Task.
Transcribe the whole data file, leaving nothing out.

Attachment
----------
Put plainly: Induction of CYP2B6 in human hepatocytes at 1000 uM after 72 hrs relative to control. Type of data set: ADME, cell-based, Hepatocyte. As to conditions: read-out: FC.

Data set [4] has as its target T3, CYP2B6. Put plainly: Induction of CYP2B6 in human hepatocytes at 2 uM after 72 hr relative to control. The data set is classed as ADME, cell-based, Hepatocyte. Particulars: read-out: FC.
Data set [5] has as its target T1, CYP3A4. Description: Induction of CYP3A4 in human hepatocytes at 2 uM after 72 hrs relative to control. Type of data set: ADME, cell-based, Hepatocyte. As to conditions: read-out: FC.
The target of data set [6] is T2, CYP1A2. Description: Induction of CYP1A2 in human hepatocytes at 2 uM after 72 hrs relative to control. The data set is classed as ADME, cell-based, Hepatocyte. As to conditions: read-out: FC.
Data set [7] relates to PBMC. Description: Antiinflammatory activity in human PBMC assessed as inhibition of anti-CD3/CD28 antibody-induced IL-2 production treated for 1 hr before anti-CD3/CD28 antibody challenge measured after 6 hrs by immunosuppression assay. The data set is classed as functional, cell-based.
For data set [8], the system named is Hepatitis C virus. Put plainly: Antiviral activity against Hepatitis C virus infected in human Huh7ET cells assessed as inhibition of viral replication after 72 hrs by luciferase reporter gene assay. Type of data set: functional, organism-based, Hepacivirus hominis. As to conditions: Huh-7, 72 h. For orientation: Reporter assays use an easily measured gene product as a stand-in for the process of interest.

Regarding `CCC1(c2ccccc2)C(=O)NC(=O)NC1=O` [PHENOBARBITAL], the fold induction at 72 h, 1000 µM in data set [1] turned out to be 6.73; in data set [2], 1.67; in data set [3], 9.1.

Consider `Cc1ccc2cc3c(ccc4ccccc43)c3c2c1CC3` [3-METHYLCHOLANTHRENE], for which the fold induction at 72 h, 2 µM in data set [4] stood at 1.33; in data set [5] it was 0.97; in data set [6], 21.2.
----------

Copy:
Put plainly: Induction of CYP2B6 in human hepatocytes at 1000 uM after 72 hrs relative to control. Type of data set: ADME, cell-based, Hepatocyte. As to conditions: read-out: FC.

Data set [4] has as its target T3, CYP2B6. Put plainly: Induction of CYP2B6 in human hepatocytes at 2 uM after 72 hr relative to control. The data set is classed as ADME, cell-based, Hepatocyte. Particulars: read-out: FC.
Data set [5] has as its target T1, CYP3A4. Description: Induction of CYP3A4 in human hepatocytes at 2 uM after 72 hrs relative to control. Type of data set: ADME, cell-based, Hepatocyte. As to conditions: read-out: FC.
The target of data set [6] is T2, CYP1A2. Description: Induction of CYP1A2 in human hepatocytes at 2 uM after 72 hrs relative to control. The data set is classed as ADME, cell-based, Hepatocyte. As to conditions: read-out: FC.
Data set [7] relates to PBMC. Description: Antiinflammatory activity in human PBMC assessed as inhibition of anti-CD3/CD28 antibody-induced IL-2 production treated for 1 hr before anti-CD3/CD28 antibody challenge measured after 6 hrs by immunosuppression assay. The data set is classed as functional, cell-based.
For data set [8], the system named is Hepatitis C virus. Put plainly: Antiviral activity against Hepatitis C virus infected in human Huh7ET cells assessed as inhibition of viral replication after 72 hrs by luciferase reporter gene assay. Type of data set: functional, organism-based, Hepacivirus hominis. As to conditions: Huh-7, 72 h. For orientation: Reporter assays use an easily measured gene product as a stand-in for the process of interest.

Regarding `CCC1(c2ccccc2)C(=O)NC(=O)NC1=O` [PHENOBARBITAL], the fold induction at 72 h, 1000 µM in data set [1] turned out to be 6.73; in data set [2], 1.67; in data set [3], 9.1.

Consider `Cc1ccc2cc3c(ccc4ccccc43)c3c2c1CC3` [3-METHYLCHOLANTHRENE], for which the fold induction at 72 h, 2 µM in data set [4] stood at 1.33; in data set [5] it was 0.97; in data set [6], 21.2.